The European Union backtracked in disarray on Monday on an announcement that aid to Palestinians had been suspended in response to the attack on Israel by Hamas after EU countries complained the bloc’s executive had overstepped the mark.
The confusion began after Oliver Varhelyi, the top official for relations with the EU’s neighbours, said the European Commission was putting all its development aid for Palestinians, worth 691 million euros ($729 million), under review.
In a post on social media site X, Varhelyi – a Hungarian who is European Commissioner for Neighbourhood and Enlargement – also said all payments were “immediately suspended”.
Varhelyi was nominated for his post by Hungarian Prime Minister Viktor Orban, a staunch ally of Israeli Prime Minister Benjamin Netanyahu.
The announcement prompted consternation among multiple governments, who had warned against cutting off aid to the detriment of Palestinian civilians and questioned whether the Commission had the authority to take such a decision.
The move also came as a surprise as officials had said earlier in the day that aid to Palestinians would be discussed at an emergency meeting of EU foreign ministers on Tuesday.
Spain, Portugal, Luxembourg and Ireland publicly voiced alarm while other countries did so behind the scenes, diplomats said.
“Our understanding is that there is no legal basis for a unilateral decision of this kind by an individual Commissioner and we do not support a suspension of aid,” a spokesperson for Ireland’s foreign ministry said.
More than five hours after Varhelyi’s social media post, the Commission issued a statement confirming it had started an urgent aid review but also declaring that “as there were no payments foreseen, there will be no suspension of payments”.
EU foreign policy chief Josep Borrell then sowed further confusion when he said the EU would not suspend “due payments” – right after the Commission had said no payments were foreseen.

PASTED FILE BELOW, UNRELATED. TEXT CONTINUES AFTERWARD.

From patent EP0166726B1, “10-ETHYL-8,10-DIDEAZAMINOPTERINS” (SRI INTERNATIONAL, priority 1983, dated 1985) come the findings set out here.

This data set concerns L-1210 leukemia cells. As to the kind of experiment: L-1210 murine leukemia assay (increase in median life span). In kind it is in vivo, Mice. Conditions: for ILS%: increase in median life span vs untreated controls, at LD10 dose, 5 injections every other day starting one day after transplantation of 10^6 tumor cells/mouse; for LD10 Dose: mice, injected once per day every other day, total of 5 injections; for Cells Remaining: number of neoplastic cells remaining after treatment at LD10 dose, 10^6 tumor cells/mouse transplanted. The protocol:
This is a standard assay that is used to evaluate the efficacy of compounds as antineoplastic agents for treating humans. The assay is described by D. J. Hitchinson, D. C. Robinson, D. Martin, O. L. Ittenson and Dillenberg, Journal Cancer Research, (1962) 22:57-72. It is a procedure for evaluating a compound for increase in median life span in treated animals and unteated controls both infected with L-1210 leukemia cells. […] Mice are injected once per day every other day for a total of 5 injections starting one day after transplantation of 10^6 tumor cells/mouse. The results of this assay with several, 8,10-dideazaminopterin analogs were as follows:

The Commission declined to explain the discrepancy. But it clarified that humanitarian aid – which is separate to funds for development – would continue.
It said it was carrying out the review to “ensure that no EU funding indirectly enables any terrorist organisation to carry out attacks against Israel”.
Hamas killed some 900 Israelis and abducted dozens in the deadliest such incursion since the Yom Kippur war 50 years ago, prompting Israel to retaliate with its heaviest ever bombardment of Gaza, which has killed more than 680 people.
The EU’s disarray reflected longstanding divisions within the 27-strong bloc over the Israel-Palestinian conflict, even as its members united to condemn Saturday’s attack.
Germany and Austria said earlier on Monday they were suspending their development aid to Palestinians, while others such as Italy said suspending their aid was not up for discussion.
Europe is one of the main sources of aid to the Israeli-occupied Palestinian territories where the United Nations estimates that around 2.1 million people need humanitarian assistance, among them 1 million children.
Total EU assistance earmarked for the Palestinian people under the 2022 budget allocation was 296 million euros.
Neither the EU Commission, Germany or Austria differentiated between Gaza, the Palestinian enclave ruled by Hamas, and the much larger West Bank run by the Western-backed Palestinian Authority led by President Mahmoud Abbas, whose Fatah movement is a rival to Hamas.
In Germany, Development Minister Svenja Schulze of the Social Democrats said no payments were currently being made for bilateral aid projects as Berlin re-examined its engagement with the Palestinian territories.
“This is also an expression of our unbreakable solidarity with Israel,” she told a news conference.
Germany’s development ministry has earmarked 250 million euros in development funds for bilateral projects in the Palestinian territories for this and next year. It did not say how much of that it had already disbursed this year.
German politicians have in recent days emphasised their country’s duty towards Israel and its security given the historic responsibility for the Holocaust. The Israeli flag was projected on Saturday night onto Berlin’s landmark Brandenburg Gate.
Still, some politicians have pushed back against the decision to suspend aid, saying Hamas but not all Palestinians were responsible for the attack.
Moreover a spokesperson for the Greens-run foreign ministry said it would continue to disburse the 73 million euros it had earmarked for Palestinians – which were separate to the development ministry funds, and most of which had already been spent.
Austrian Foreign Minister Alexander Schallenberg said the country was suspending development aid totalling around 19 million euros ($20 million) for a handful of projects.
Neutral Austria’s ruling conservatives have adopted one of the most pro-Israel stances in the European Union in recent years. The Israeli flag has been hoisted above the chancellor’s office and the Foreign Ministry after the shock Hamas assault.